How to Pick an Emmy Submission? Let Go of Ego
How to Pick a Winning Emmy Submission? Let Go of Ego
There's only one hard-and-fast rule of Emmy submissions: Set your ego aside.
That might sound counterintuitive in a process that's about rewarding rich and famous people for doing their jobs exceptionally well. But as Emmy contenders submit their best work this week, those who have been through the process told TheWrap, again and again, that flexibility is key.
Not just about what episode to submit. Entrants also need to be open-minded about what category to enter. And even what genre.
And they should listen to the publicists, network executives and countless others who are sometimes better judges of their best work than they are.
“An objective third party has won many an Emmy for actors and producers -- if they can check their egos at the door,” said Richard Licata, NBC's executive vice president of communications, who has also handled Emmy campaigns for Fox, HBO and Showtime, including the one that earned Edie Falco her win for "Nurse Jackie."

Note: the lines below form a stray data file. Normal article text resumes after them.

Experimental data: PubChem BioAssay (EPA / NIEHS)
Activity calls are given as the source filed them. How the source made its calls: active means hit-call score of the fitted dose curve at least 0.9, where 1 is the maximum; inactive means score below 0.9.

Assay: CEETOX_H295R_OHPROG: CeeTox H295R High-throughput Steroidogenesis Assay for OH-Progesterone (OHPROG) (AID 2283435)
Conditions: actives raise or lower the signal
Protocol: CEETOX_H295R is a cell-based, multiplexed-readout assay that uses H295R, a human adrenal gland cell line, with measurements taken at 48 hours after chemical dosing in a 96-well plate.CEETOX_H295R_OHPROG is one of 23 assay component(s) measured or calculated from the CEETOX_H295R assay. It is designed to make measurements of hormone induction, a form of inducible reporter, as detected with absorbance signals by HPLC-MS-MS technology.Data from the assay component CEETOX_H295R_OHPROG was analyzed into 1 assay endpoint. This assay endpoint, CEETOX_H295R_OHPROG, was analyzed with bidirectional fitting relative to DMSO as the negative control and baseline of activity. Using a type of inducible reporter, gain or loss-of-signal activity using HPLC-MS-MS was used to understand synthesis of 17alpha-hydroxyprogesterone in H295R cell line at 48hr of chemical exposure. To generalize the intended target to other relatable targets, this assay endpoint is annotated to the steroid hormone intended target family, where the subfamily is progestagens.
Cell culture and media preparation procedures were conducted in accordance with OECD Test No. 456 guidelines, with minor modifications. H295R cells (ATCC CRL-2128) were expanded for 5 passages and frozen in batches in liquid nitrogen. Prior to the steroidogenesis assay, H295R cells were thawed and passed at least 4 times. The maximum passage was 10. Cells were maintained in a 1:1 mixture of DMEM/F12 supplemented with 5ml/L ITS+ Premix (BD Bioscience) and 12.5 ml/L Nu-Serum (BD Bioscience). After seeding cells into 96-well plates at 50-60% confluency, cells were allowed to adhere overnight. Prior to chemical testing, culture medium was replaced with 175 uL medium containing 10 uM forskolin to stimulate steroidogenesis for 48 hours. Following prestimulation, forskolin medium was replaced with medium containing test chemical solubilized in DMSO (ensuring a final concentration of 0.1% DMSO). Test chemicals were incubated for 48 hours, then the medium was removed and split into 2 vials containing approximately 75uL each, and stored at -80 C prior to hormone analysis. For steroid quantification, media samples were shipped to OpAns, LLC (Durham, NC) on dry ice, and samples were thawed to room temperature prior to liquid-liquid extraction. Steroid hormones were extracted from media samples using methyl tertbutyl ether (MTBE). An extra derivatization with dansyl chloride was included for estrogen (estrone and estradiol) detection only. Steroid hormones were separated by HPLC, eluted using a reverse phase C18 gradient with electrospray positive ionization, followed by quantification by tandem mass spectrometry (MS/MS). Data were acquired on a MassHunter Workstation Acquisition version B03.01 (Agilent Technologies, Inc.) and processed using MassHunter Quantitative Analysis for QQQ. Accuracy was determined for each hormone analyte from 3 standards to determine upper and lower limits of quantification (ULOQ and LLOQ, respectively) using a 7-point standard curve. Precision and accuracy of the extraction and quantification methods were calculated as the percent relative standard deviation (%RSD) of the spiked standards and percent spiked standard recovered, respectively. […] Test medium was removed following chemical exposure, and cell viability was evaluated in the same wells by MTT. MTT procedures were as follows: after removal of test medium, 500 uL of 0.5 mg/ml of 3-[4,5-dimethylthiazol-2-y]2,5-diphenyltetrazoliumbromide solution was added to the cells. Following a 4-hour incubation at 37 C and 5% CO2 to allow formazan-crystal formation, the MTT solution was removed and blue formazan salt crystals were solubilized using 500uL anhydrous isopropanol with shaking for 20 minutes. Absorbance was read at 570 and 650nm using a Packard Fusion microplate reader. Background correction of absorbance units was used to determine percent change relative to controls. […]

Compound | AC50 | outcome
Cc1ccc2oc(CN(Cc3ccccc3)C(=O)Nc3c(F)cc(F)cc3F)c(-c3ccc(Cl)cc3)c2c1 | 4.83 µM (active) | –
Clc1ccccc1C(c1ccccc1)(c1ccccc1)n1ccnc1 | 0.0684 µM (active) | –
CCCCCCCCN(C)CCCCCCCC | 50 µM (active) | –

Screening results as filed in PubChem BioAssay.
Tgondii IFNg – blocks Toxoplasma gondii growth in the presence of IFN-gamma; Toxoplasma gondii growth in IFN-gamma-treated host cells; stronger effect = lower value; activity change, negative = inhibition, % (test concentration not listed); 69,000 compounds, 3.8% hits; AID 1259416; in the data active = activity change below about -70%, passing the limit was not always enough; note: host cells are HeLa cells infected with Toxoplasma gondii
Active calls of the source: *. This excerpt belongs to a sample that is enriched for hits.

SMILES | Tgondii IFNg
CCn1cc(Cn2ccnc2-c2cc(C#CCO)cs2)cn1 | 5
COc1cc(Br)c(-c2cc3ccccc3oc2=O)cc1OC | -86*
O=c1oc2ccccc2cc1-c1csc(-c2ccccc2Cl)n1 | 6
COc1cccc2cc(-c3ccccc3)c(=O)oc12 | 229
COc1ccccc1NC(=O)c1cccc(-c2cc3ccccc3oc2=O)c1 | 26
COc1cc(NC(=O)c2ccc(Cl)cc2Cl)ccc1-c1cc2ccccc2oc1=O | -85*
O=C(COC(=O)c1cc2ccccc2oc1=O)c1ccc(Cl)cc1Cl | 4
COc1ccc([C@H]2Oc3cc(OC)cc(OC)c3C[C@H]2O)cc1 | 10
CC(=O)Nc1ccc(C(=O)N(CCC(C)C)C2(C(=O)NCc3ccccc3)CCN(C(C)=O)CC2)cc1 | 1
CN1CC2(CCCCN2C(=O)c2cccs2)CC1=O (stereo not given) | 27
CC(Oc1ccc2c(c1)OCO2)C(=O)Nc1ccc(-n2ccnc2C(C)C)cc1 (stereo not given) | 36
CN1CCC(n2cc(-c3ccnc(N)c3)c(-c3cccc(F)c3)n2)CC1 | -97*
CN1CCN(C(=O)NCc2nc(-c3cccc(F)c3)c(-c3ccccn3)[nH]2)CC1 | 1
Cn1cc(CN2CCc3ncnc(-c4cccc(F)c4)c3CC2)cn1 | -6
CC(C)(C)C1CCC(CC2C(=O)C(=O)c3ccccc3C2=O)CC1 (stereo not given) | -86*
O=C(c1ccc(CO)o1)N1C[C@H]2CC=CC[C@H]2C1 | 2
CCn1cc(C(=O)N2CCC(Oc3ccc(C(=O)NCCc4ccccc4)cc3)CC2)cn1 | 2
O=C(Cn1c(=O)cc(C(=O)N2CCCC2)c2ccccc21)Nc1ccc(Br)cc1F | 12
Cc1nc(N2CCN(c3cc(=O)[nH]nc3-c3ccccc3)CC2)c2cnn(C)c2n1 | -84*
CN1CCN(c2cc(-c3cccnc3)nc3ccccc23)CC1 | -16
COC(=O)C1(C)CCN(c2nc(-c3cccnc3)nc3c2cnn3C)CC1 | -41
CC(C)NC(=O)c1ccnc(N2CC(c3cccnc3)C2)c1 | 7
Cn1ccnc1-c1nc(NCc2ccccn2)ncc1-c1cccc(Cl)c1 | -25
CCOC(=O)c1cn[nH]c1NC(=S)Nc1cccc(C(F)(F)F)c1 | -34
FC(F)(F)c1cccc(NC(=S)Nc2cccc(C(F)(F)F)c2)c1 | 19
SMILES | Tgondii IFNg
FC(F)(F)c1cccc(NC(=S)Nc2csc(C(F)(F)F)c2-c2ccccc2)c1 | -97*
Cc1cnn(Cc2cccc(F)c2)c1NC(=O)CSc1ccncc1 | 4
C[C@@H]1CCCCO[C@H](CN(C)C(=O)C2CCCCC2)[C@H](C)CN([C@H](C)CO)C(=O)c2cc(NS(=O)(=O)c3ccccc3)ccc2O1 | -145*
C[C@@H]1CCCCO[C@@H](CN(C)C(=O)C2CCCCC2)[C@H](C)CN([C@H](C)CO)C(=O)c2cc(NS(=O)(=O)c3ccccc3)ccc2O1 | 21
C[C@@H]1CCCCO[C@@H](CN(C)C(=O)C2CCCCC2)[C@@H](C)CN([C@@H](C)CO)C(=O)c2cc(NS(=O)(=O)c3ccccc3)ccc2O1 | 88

Part of his job is being blunt with talent.
"We have suggested, ‘Maybe that's not the best episode for you,'" he said, without mentioning specific actors. "'All you're doing in it is crying, and it doesn't show your gifts throughout the season.'”
The decision to enter "Nurse Jackie" as a comedy rather than a drama in 2010 was one of the great moments in Emmy strategizing and led to Falco's win in the lead comedic actress category.
She all but admitted that her pill-popping nurse could just as easily have been considered a dramatic character when she said in her self-effacing acceptance speech: “I'm not funny!” (But she was funny. She was even funny when she won three dramatic Emmys for "The Sopranos," a drama that sometimes felt like ink-black comedy.)
This year, "Game of Thrones" star Peter Dinklage is demonstrating similar savvy. With many of his former castmates' characters killed off, he is essentially the lead actor on the HBO fantasy series. (And the funniest.) But he has chosen to again submit in the supporting dramatic actor category after winning it last year.
He would have faced fierce competition as a lead actor nominee against the likes of three-time "Breaking Bad" winner Bryan Cranston. In the supporting category, Dinklage is the man to beat.